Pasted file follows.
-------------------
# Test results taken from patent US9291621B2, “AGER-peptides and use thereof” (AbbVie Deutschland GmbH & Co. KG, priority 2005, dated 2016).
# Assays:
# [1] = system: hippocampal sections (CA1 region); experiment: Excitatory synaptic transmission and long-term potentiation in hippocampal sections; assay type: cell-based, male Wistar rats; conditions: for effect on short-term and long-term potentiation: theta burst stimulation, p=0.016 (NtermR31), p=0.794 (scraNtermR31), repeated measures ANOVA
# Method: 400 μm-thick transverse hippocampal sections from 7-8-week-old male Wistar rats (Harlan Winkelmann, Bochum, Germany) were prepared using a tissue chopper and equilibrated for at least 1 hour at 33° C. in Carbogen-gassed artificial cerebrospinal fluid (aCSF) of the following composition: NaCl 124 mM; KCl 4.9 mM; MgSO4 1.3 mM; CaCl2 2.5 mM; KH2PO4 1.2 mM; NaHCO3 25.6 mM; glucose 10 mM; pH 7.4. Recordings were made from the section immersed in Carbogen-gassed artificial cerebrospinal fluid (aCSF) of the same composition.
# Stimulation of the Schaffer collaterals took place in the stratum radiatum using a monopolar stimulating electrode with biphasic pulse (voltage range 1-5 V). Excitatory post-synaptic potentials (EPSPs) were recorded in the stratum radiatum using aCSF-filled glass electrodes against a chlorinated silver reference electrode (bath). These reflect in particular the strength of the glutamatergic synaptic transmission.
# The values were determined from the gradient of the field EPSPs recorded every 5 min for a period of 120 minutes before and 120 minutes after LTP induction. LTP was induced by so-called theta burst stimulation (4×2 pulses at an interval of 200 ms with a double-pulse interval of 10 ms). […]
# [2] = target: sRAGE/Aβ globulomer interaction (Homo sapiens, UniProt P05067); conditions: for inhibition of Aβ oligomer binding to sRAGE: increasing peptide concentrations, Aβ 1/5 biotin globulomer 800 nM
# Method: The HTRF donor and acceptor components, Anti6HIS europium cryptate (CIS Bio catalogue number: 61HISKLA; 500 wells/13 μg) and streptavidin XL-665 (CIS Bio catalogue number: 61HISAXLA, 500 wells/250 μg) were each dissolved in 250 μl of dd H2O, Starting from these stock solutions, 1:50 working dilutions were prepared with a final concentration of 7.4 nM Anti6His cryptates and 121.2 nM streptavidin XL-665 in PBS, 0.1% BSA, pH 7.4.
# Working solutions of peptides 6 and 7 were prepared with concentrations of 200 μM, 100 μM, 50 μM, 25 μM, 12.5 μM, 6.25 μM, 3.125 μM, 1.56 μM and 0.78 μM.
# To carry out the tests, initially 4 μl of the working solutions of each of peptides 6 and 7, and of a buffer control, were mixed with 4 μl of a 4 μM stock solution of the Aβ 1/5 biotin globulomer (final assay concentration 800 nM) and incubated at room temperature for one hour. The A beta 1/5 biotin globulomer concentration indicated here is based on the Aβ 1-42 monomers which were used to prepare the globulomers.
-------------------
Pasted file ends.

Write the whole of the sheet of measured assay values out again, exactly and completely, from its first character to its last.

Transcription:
# Test results taken from patent US9291621B2, “AGER-peptides and use thereof” (AbbVie Deutschland GmbH & Co. KG, priority 2005, dated 2016).
# Assays:
# [1] = system: hippocampal sections (CA1 region); experiment: Excitatory synaptic transmission and long-term potentiation in hippocampal sections; assay type: cell-based, male Wistar rats; conditions: for effect on short-term and long-term potentiation: theta burst stimulation, p=0.016 (NtermR31), p=0.794 (scraNtermR31), repeated measures ANOVA
# Method: 400 μm-thick transverse hippocampal sections from 7-8-week-old male Wistar rats (Harlan Winkelmann, Bochum, Germany) were prepared using a tissue chopper and equilibrated for at least 1 hour at 33° C. in Carbogen-gassed artificial cerebrospinal fluid (aCSF) of the following composition: NaCl 124 mM; KCl 4.9 mM; MgSO4 1.3 mM; CaCl2 2.5 mM; KH2PO4 1.2 mM; NaHCO3 25.6 mM; glucose 10 mM; pH 7.4. Recordings were made from the section immersed in Carbogen-gassed artificial cerebrospinal fluid (aCSF) of the same composition.
# Stimulation of the Schaffer collaterals took place in the stratum radiatum using a monopolar stimulating electrode with biphasic pulse (voltage range 1-5 V). Excitatory post-synaptic potentials (EPSPs) were recorded in the stratum radiatum using aCSF-filled glass electrodes against a chlorinated silver reference electrode (bath). These reflect in particular the strength of the glutamatergic synaptic transmission.
# The values were determined from the gradient of the field EPSPs recorded every 5 min for a period of 120 minutes before and 120 minutes after LTP induction. LTP was induced by so-called theta burst stimulation (4×2 pulses at an interval of 200 ms with a double-pulse interval of 10 ms). […]
# [2] = target: sRAGE/Aβ globulomer interaction (Homo sapiens, UniProt P05067); conditions: for inhibition of Aβ oligomer binding to sRAGE: increasing peptide concentrations, Aβ 1/5 biotin globulomer 800 nM
# Method: The HTRF donor and acceptor components, Anti6HIS europium cryptate (CIS Bio catalogue number: 61HISKLA; 500 wells/13 μg) and streptavidin XL-665 (CIS Bio catalogue number: 61HISAXLA, 500 wells/250 μg) were each dissolved in 250 μl of dd H2O, Starting from these stock solutions, 1:50 working dilutions were prepared with a final concentration of 7.4 nM Anti6His cryptates and 121.2 nM streptavidin XL-665 in PBS, 0.1% BSA, pH 7.4.
# Working solutions of peptides 6 and 7 were prepared with concentrations of 200 μM, 100 μM, 50 μM, 25 μM, 12.5 μM, 6.25 μM, 3.125 μM, 1.56 μM and 0.78 μM.
# To carry out the tests, initially 4 μl of the working solutions of each of peptides 6 and 7, and of a buffer control, were mixed with 4 μl of a 4 μM stock solution of the Aβ 1/5 biotin globulomer (final assay concentration 800 nM) and incubated at room temperature for one hour. The A beta 1/5 biotin globulomer concentration indicated here is based on the Aβ 1-42 monomers which were used to prepare the globulomers.